via Economy puts Zanu PF on tenterhooks – DailyNews Live 23 June 2014 by Guthrie Munyuki
HARARE – Zimbabwe remains plagued by a financial “leprosy” to the extent that it is seriously considering securitising its minerals, a move which both economists and the World Bank say is risky and could affect future generations.
Here Senior Assistant Editor Guthrie Munyuki speaks to a leading economist Godfrey Kanyenze who says inclusivity and consensus on national policies such as Indigenisation could help attract the sorely needed Foreign Direct Investment (FDI).
Below are excerpts of the interview.
Q: Since independence Zimbabwe has had 14 economic blueprints but have they really worked and why?
A: The fact that Zimbabwe is characterised by significant social deficits and is susceptible to crises is indicative that the 14 economic blueprints implemented since independence have not leveraged sustained growth and poverty reduction.
There is an emerging consensus in development discourse that for economic programmes to succeed it requires national ownership and stakeholder participation in all the stages of the policy cycle — from formulation, implementation, monitoring and evaluation.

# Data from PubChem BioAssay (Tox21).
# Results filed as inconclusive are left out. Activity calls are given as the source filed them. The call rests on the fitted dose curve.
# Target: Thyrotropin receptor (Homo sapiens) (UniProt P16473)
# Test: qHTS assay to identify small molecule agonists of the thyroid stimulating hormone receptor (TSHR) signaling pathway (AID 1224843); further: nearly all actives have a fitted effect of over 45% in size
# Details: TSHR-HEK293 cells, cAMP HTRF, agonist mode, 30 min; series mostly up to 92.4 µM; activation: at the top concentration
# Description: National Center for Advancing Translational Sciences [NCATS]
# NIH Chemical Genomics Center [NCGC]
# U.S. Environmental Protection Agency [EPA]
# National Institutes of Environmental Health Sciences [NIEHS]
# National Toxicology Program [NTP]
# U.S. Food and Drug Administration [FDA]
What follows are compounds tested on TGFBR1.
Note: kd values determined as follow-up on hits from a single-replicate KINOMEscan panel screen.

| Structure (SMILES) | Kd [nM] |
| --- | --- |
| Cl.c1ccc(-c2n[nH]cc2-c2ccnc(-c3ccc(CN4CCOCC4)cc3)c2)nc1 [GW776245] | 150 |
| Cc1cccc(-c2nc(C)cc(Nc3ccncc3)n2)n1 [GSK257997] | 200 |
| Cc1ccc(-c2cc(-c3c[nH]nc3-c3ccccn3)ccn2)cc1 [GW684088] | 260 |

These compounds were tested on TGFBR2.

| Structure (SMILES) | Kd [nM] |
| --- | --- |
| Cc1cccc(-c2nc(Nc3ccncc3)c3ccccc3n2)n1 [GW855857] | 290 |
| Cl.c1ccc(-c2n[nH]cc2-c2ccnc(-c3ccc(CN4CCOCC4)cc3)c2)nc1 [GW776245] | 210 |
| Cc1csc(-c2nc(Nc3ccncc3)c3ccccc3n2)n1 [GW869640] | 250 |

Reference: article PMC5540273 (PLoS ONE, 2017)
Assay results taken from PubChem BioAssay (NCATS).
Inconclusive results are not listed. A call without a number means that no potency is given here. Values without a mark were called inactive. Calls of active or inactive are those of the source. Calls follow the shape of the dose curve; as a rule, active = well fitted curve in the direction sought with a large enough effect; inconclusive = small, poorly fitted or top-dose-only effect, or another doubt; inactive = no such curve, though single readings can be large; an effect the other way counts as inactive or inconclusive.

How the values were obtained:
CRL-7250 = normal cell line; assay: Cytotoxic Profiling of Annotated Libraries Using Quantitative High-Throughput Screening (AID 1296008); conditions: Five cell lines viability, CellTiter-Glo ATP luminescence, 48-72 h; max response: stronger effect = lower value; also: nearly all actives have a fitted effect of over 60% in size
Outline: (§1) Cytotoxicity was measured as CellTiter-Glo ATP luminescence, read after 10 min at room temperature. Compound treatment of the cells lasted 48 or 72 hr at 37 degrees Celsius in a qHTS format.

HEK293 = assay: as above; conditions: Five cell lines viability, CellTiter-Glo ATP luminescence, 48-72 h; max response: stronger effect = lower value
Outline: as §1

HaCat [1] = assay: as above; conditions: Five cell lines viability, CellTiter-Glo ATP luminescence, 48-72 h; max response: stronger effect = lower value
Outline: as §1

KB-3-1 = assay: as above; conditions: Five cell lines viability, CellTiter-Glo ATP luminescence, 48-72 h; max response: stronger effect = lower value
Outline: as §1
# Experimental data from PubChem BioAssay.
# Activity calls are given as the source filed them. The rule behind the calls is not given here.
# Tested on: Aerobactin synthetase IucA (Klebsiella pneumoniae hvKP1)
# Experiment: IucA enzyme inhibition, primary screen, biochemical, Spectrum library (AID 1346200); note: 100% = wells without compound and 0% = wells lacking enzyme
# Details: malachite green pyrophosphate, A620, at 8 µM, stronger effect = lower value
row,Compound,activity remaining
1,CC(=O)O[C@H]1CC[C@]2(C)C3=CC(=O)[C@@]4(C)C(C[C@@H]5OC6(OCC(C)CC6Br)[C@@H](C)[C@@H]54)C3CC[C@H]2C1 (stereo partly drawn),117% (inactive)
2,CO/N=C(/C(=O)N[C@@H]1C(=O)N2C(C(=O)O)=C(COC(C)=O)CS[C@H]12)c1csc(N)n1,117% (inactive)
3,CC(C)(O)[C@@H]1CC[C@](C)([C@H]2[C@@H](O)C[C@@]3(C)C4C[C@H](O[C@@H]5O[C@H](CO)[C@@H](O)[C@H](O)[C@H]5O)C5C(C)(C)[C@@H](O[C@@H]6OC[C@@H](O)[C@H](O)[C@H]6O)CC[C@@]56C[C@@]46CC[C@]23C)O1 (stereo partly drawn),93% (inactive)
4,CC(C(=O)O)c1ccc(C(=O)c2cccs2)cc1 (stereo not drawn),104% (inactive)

It is for this reason that the international development framework requires government leadership in designing policies, with stakeholder participation to engender national ownership.
Partners then align and harmonise their programming with the national programme, on the basis of mutual accountability.
Q: What are the inadequacies of ZimAsset and is there any room for government to abandon it midstream and have a broader blueprint capturing views of all stakeholders?
A: Firstly, ZimAsset lacks broad-based ownership as it was admittedly derived from the manifesto of Zanu PF and speeches by the President (Robert Mugabe).
While government leadership is essential in drafting an economic plan, however, broader stakeholder participation is critical for national ownership and inclusive participation in its implementation, monitoring and evaluation.
Secondly, ZimAsset requires funding to the tune of US$27 billion, which may not be forthcoming from the dwindling domestic resources, the bulk of which are committed to employment costs, and lack of new lines of credit outside a successful arrears clearance and debt resolution framework with international partners.
Thirdly, the whole Chapter 2 of ZimAsset blames “sanctions” for the challenges facing the economy. Wrong diagnosis of the malaise results in wrong prescription.
Q: Economic revival was largely pinned on mining but world prices are exposed to cyclic changes. What other alternatives are there for Zimbabwe to explore?
A: Indeed, the economy has undergone wrenching structural changes such that export recovery is driven by primary commodities.